How to make the most of your Psychsoc

Are you helping to run a Psychsoc, a member of a Psychsoc, or thinking of joining one? These pointers will help you make the most of your Psychsoc experience. 

Inviting people for a talk

Topics to cover

When you think about events, ensure they are on topics which will be of interest to students.

It is particularly useful to cover topics that are not covered in the curriculum – for example gender identity disorder, mental illness in different cultures, war and psychiatry, mentally ill doctors, or you could get a psychiatrist to talk about a recent media story.

Who to invite

Remember that psychiatrists are not the only people who can talk about mental illness: there are many psychologists, philosophers, sociologists, or even professors of English or History who can give a different perspective.

Most crucially of all there are also patients: people who have experienced serious mental distress may be best placed to give fascinating talks on their personal journey.

Your consultant advisors or mental health charities such as Rethink or the Manic Depression Fellowship may be able to point you in the right direction.

Make contact with your Devolved Nation or local Division to find out who you could speak to locally. You can also contact us if you’re looking for a speaker on a particular topic or for suggestions for particular speakers.

A talk from someone who did a psychiatry elective

Were there many students who did an elective in psychiatry at your medical school?

If so, invite them to talk about their experience.

They can not only provide details of how students go about arranging such experiences, but could also talk about how the practice of psychiatry differs internationally and in different health care systems. 

Event ideas with a difference

Exam revision sessions

Students always like exam revision sessions so you could think about arranging a psychiatry revision session for OSCEs.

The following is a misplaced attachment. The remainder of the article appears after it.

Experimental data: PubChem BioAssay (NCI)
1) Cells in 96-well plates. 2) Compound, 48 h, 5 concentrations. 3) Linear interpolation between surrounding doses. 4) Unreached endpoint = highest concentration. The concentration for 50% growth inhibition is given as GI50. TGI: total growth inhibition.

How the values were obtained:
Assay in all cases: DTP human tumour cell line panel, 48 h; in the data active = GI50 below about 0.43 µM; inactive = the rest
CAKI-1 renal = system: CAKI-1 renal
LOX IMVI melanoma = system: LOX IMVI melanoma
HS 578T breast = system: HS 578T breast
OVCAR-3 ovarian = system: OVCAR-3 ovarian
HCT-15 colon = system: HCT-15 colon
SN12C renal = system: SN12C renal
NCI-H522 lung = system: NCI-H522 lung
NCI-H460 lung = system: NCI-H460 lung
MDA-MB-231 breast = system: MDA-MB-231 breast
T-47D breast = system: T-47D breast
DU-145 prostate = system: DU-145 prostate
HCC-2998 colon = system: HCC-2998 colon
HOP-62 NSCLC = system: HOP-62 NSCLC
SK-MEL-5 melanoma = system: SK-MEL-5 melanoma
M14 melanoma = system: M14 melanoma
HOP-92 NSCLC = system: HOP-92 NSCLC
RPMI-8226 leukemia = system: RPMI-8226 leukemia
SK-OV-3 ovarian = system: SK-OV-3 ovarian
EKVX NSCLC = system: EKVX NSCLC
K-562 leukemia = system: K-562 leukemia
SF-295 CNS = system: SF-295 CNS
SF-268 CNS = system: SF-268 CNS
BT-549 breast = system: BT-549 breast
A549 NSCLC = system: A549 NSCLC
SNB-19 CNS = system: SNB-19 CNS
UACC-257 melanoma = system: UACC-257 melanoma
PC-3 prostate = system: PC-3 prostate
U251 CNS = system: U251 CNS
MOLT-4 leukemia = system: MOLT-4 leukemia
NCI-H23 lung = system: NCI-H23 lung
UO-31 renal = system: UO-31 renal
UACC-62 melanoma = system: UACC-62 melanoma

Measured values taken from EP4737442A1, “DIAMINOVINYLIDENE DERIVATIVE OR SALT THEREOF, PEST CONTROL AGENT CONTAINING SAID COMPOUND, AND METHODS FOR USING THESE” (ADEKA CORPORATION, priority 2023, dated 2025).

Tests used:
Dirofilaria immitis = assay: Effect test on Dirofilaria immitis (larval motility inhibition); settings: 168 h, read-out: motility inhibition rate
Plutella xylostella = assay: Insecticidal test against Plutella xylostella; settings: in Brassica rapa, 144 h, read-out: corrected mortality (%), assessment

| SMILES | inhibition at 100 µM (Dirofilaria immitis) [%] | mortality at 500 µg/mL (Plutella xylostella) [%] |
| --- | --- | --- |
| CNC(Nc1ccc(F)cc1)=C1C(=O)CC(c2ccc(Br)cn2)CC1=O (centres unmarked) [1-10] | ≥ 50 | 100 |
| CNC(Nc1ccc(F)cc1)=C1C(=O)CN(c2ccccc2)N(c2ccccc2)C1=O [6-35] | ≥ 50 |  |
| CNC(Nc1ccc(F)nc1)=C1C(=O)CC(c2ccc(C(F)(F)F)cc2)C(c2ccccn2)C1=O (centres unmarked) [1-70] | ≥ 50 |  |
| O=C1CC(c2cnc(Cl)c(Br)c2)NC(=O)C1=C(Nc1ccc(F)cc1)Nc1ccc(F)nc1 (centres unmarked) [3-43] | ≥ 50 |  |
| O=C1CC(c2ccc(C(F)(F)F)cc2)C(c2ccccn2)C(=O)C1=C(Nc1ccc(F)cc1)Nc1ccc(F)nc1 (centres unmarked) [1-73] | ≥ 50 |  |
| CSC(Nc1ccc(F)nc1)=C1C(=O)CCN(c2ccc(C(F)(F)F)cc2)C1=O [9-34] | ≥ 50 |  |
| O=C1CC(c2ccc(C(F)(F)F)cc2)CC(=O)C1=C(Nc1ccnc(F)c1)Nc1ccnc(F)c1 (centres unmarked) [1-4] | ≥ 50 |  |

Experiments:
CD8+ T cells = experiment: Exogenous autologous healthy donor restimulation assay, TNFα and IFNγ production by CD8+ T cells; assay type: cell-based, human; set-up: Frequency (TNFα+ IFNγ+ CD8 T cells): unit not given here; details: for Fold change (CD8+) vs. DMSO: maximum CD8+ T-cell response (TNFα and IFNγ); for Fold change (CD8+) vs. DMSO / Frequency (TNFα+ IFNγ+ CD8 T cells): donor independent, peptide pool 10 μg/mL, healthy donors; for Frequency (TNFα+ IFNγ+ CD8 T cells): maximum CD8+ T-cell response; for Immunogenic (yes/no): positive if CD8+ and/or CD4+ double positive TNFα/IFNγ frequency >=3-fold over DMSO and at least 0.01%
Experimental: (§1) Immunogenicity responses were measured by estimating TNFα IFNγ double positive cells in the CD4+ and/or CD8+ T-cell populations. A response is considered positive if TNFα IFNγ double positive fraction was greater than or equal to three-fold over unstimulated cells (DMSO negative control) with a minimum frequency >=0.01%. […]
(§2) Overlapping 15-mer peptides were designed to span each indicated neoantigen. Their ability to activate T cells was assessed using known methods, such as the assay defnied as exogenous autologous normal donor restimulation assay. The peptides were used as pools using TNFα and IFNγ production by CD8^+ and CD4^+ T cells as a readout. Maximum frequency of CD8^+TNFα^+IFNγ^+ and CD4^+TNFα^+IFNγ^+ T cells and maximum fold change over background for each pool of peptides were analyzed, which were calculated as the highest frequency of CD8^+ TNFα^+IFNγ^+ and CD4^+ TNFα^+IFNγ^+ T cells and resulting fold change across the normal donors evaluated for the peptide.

Such sessions are usually very popular and an opportunity to build students’ confidence with their psychiatric skills, as well as publicise the other activities of the society.

Learn about different types of psychiatry: ‘Speed dating’ style

There are numerous sub-specialties within psychiatry such as psychotherapy, child and adolescent, liaison, old age, and forensic.

Buy wine and nibbles and set up a speed-dating format where students have 5 minutes finding out about each sub-specialty.

Film screenings and a chat

Film screenings of popular movies featuring psychiatrists, psychiatry or mental illness are a good way of attracting an audience.

This can be followed by a discussion about the film and how mentally ill characters or psychiatrists were portrayed.

You could also consider working with organisations such as Medfest 

Remember to include freebies

Remember that medical students love freebies! So, where possible, buy some snacks, refreshments and wine.

Also the Royal College of Psychiatrists may be able to provide you with free pens and bookmarks which you can give out. 

Clinical shadowing

Pre-clinical medical students tend not to have much exposure to patients and will jump at the opportunity for some clinical shadowing.

Through your contacts you can arrange for them to shadow a registrar or consultant for the day. 

If you need help with your Psychsoc

The National Student Psychiatry Network Facebook group is used to communicate between PsychSocs, including asking for advice on how to set up a society.

The College can provide funding to support Psychsoc events.

Please email us for further details

Get in contact to receive further information regarding a career in psychiatry